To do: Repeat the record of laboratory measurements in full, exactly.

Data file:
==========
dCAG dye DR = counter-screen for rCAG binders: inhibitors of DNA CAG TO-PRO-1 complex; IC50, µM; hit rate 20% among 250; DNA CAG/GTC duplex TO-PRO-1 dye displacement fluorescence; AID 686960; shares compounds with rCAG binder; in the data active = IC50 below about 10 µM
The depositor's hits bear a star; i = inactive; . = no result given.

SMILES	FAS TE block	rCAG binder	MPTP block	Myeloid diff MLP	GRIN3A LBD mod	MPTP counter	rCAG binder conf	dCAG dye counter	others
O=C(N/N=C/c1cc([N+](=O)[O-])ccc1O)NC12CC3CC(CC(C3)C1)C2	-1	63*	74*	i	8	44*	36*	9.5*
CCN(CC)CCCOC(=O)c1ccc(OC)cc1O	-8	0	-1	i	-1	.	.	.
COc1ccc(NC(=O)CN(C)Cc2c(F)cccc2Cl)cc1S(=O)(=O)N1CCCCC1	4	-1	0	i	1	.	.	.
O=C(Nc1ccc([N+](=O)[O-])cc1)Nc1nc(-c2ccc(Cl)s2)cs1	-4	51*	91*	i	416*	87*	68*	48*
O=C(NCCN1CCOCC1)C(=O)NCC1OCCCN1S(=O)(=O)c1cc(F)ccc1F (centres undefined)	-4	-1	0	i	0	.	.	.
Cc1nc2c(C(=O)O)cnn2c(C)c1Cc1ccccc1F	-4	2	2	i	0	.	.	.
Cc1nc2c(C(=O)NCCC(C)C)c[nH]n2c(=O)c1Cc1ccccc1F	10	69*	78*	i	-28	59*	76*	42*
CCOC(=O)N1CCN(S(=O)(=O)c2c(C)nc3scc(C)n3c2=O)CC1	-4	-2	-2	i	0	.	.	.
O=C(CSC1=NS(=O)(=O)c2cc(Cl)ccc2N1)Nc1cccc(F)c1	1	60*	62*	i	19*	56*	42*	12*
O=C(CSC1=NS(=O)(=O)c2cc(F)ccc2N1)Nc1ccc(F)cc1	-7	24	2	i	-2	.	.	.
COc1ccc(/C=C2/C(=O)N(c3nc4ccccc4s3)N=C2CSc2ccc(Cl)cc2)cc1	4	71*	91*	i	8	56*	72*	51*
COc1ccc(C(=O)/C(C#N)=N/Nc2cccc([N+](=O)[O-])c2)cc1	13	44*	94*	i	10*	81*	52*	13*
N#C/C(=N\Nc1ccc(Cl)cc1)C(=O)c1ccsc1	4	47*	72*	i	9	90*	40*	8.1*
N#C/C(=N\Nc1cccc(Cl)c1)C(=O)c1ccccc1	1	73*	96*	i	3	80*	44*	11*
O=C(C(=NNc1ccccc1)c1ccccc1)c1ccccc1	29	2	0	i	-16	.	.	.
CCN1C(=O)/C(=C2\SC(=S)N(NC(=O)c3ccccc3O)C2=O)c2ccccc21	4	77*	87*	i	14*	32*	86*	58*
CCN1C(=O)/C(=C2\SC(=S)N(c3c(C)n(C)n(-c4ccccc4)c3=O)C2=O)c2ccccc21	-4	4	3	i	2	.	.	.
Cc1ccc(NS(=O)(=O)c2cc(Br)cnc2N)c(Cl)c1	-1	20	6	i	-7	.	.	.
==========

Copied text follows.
dCAG dye DR = counter-screen for rCAG binders: inhibitors of DNA CAG TO-PRO-1 complex; IC50, µM; hit rate 20% among 250; DNA CAG/GTC duplex TO-PRO-1 dye displacement fluorescence; AID 686960; shares compounds with rCAG binder; in the data active = IC50 below about 10 µM
The depositor's hits bear a star; i = inactive; . = no result given.

SMILES	FAS TE block	rCAG binder	MPTP block	Myeloid diff MLP	GRIN3A LBD mod	MPTP counter	rCAG binder conf	dCAG dye counter	others
O=C(N/N=C/c1cc([N+](=O)[O-])ccc1O)NC12CC3CC(CC(C3)C1)C2	-1	63*	74*	i	8	44*	36*	9.5*
CCN(CC)CCCOC(=O)c1ccc(OC)cc1O	-8	0	-1	i	-1	.	.	.
COc1ccc(NC(=O)CN(C)Cc2c(F)cccc2Cl)cc1S(=O)(=O)N1CCCCC1	4	-1	0	i	1	.	.	.
O=C(Nc1ccc([N+](=O)[O-])cc1)Nc1nc(-c2ccc(Cl)s2)cs1	-4	51*	91*	i	416*	87*	68*	48*
O=C(NCCN1CCOCC1)C(=O)NCC1OCCCN1S(=O)(=O)c1cc(F)ccc1F (centres undefined)	-4	-1	0	i	0	.	.	.
Cc1nc2c(C(=O)O)cnn2c(C)c1Cc1ccccc1F	-4	2	2	i	0	.	.	.
Cc1nc2c(C(=O)NCCC(C)C)c[nH]n2c(=O)c1Cc1ccccc1F	10	69*	78*	i	-28	59*	76*	42*
CCOC(=O)N1CCN(S(=O)(=O)c2c(C)nc3scc(C)n3c2=O)CC1	-4	-2	-2	i	0	.	.	.
O=C(CSC1=NS(=O)(=O)c2cc(Cl)ccc2N1)Nc1cccc(F)c1	1	60*	62*	i	19*	56*	42*	12*
O=C(CSC1=NS(=O)(=O)c2cc(F)ccc2N1)Nc1ccc(F)cc1	-7	24	2	i	-2	.	.	.
COc1ccc(/C=C2/C(=O)N(c3nc4ccccc4s3)N=C2CSc2ccc(Cl)cc2)cc1	4	71*	91*	i	8	56*	72*	51*
COc1ccc(C(=O)/C(C#N)=N/Nc2cccc([N+](=O)[O-])c2)cc1	13	44*	94*	i	10*	81*	52*	13*
N#C/C(=N\Nc1ccc(Cl)cc1)C(=O)c1ccsc1	4	47*	72*	i	9	90*	40*	8.1*
N#C/C(=N\Nc1cccc(Cl)c1)C(=O)c1ccccc1	1	73*	96*	i	3	80*	44*	11*
O=C(C(=NNc1ccccc1)c1ccccc1)c1ccccc1	29	2	0	i	-16	.	.	.
CCN1C(=O)/C(=C2\SC(=S)N(NC(=O)c3ccccc3O)C2=O)c2ccccc21	4	77*	87*	i	14*	32*	86*	58*
CCN1C(=O)/C(=C2\SC(=S)N(c3c(C)n(C)n(-c4ccccc4)c3=O)C2=O)c2ccccc21	-4	4	3	i	2	.	.	.
Cc1ccc(NS(=O)(=O)c2cc(Br)cnc2N)c(Cl)c1	-1	20	6	i	-7	.	.	.